Addition without the Confusing Rules

How to Teach Addition without the Confusing Rules

In this article, I’ll discuss how to teach addition with and without regrouping or renaming. Second grade math usually involves two digit as well as three digit addition. I clearly remember that this is where my daughter had to apply her understanding of the ones place and tens place. It quickly became clear that that she didn’t really get it. We fixed this by going back and playing a lot of place value games. In the mean time, we worked on a math hack I discovered on Mental Math Secrets (see below). This is something I wish I had learned earlier in school.

How to Teach Addition Without Regrouping or Renaming

Traditionally, when teachers teach two digit addition, they have you add the numbers in the ones column first.  If the result is 9 or less write it in the ones column. Then, add the numbers in tens column.  If the result is  nine or less write it in the tens column.

However, the strategy of the math hack is to add the numbers in the tens column first. Second, we added the numbers in the ones column. The reason this works so well is this uses a concept students already know.  Using the numbers above, 52 is equal to 50 plus 2.  Also, 23 is equal to 20 plus 3. Therefore, the addition follows 50 plus 20 which is 70. Then 70 plus 2 which is 72. Finally, 72 plus 3 which is 75.

My daughter tends to take a short cut.  She adds 52 plus 20 which is 72.  Then, she adds 72 plus 3 which is 75.  The advantage of this is she can do this in her head and she’s pretty fast at it.

How to Teach Addition With Regrouping or Renaming

Traditionally, when teachers teach two digit addition, they have you add the numbers in the ones column. If the result is 10 or more, the result is split into two columns. Part of the result goes into the ones place. The second part is carried over to the tens column. My daughter really did not get this!

When we switched to Mental Math Secrets, it completely opened up a new world for her. Now, she didn’t need to understand why sometimes you carry and sometimes you don’t.  She could add numbers that she already understood. The second advantage of mental math secrets is that it does not necessarily depended on a pencil and paper.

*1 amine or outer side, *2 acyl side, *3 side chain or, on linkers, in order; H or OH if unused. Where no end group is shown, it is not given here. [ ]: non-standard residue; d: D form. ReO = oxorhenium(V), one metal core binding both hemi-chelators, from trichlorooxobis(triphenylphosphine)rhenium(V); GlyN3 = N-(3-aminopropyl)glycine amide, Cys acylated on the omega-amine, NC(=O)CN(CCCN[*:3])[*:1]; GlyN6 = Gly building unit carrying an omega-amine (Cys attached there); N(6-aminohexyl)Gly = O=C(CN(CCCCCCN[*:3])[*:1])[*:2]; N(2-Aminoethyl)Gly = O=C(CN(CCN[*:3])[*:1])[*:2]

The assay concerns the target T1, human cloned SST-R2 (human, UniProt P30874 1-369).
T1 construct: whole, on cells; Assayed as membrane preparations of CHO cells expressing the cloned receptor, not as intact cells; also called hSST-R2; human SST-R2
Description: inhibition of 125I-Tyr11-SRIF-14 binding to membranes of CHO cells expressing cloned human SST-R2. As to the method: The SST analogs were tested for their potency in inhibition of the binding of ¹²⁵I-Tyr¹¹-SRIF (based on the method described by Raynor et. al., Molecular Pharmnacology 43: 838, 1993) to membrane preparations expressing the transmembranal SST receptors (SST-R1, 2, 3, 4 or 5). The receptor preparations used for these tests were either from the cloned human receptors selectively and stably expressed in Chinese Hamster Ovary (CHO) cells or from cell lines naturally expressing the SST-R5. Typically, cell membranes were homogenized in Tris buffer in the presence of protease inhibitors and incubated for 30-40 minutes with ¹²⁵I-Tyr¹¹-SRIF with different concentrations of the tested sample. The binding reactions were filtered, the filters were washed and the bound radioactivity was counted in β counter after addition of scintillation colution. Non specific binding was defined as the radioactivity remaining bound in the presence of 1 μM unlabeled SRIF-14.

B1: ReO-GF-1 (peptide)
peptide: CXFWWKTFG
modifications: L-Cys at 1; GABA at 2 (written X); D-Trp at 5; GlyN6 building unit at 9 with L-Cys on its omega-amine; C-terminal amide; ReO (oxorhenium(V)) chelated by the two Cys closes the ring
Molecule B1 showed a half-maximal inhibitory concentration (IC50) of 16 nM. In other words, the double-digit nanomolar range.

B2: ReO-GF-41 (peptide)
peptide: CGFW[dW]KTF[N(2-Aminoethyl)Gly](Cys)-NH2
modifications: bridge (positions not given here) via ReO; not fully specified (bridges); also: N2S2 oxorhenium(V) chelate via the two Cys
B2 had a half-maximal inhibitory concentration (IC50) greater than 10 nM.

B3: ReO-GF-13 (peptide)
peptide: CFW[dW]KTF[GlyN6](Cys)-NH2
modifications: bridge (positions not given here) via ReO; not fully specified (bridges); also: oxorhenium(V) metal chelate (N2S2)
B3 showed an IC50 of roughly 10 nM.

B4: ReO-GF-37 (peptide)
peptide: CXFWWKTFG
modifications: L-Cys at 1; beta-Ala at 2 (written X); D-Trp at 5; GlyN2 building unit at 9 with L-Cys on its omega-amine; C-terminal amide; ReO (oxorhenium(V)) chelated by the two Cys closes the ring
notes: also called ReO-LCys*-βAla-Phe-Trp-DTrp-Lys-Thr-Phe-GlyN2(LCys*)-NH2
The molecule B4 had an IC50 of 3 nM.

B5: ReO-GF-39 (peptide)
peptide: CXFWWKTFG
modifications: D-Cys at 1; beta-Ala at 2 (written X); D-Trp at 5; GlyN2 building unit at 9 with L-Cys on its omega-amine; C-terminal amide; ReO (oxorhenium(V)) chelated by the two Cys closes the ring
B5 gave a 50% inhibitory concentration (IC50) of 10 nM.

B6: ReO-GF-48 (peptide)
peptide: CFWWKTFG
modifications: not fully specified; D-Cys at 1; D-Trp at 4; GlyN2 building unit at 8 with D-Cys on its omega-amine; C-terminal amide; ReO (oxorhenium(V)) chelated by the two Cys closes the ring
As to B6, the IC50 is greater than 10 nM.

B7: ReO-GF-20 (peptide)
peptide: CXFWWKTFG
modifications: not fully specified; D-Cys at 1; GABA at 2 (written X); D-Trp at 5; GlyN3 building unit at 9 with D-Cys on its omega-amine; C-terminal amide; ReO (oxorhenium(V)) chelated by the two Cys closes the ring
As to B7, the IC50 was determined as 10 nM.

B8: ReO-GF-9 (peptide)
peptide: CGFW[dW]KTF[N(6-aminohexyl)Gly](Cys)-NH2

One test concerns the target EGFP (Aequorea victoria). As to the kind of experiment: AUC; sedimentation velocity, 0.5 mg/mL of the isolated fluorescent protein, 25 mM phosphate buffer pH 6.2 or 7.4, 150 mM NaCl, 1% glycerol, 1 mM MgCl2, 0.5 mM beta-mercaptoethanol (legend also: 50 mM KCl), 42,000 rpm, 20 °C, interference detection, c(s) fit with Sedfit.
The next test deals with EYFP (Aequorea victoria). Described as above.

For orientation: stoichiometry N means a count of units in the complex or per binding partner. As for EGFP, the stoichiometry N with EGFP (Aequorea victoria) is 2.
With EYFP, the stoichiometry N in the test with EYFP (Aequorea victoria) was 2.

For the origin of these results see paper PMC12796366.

In the problem above, the addition is 40 plus 20 which is 60. 60 plus 3 is 63, 63 plus 9 is 72. So, how did my daughter know that 63 plus 9 is 72? We spent a lot of time playing games about numbers that add to 10. First she goes up to the nearest 10 which would be 70.  She explains that 63 plus 7 is 70.  Then she knows she has 2 left over.  Then, she adds 2 more.  Understanding numbers that complement each other to sum to 10 is key to understanding this simple math hack.

My daughter tends to make a short cut out of this math.  She adds 43 plus 20 which is 63.  Then she adds 63 plus 9.  First, she goes up to the nearest 10 which would be 70.  Therefore, 63 plus 7 is 70.  She still has 2 more left.  So, she adds 70 plus 2 which is 72.  Even though I think I’m explaining how to teach addition, she teaches me something all the time.

Addition Game

At our house, we use a game similar to Chutes and Ladders, but we call it the Addition and Subtraction Treasure Trail. In this game, I lay out a number of flash cards (usually 10) in a snake like pattern on the floor. I make the flash cards so that I’m sure she can answer the math question. The answer is on the back of the card, and she can check herself. Every few cards I put a treat on the card. These treats can be toys or snacks. Needless to say, I never have to motivate her to do this game. I try to use it toward the end of the week when she’s starting to get a little tired. She does the math using the method above, and she doesn’t need to write anything down to get to the right answer.

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